HR Cop Gone Enabling Auditor
The role of HR Cop will not play well on your resume for your future employer. The historical power grab associated with a “You cannot do that” reputation goes against the grain of organization-wide collaboration.

Your interviewers will look for clear signs of your ability to audit policies, systems, and practices for trends that lead to new, innovative programs. You will need to show an innate ability to anticipate problems and translate them into opportunities. That will not, however, be enough. Your repertoire must include the ability to persuade other key leaders to support cause.

You will land this dream job because you clearly demonstrate your strength as a leader, a teacher, and a coach. You will not be able to win the day on this requirement as a lone eagle. You will need to show that you have the skill, ability, and connections to assemble, motivate, and lead a cross-functional team of HR professionals to implement your great ideas.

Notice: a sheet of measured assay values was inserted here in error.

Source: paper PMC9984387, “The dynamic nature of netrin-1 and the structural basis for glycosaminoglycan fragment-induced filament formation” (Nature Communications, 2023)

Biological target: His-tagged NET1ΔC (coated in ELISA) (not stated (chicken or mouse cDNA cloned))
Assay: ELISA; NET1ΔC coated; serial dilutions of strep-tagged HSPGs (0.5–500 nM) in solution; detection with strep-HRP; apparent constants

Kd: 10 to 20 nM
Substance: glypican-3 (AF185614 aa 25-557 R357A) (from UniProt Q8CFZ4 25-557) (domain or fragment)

Woven in the Web
Wikinomics, by Don Tapscot, should be on your already read and re-read list. You are hopelessly behind if it is still on your need to read list.

Your entryway into your new position will depend on your ability to plan, develop, and, in many cases, implement complex projects through the nanosecond walls of the internet with corporate colleagues and distant formal and informal partners. Linux, thewaterproject.org, and Wikipedia offer glimpses into the way things will get done on your watch.

It will not stop there. You will use your yet to be invented virtual control device to project examples of your work from your personal cloud repository during your interview. Your presentation will include video examples of you interacting with colleagues. You will use a wall-size touch screen to highlight, circle, and move key elements of your career portfolio grab the attention of the interview team.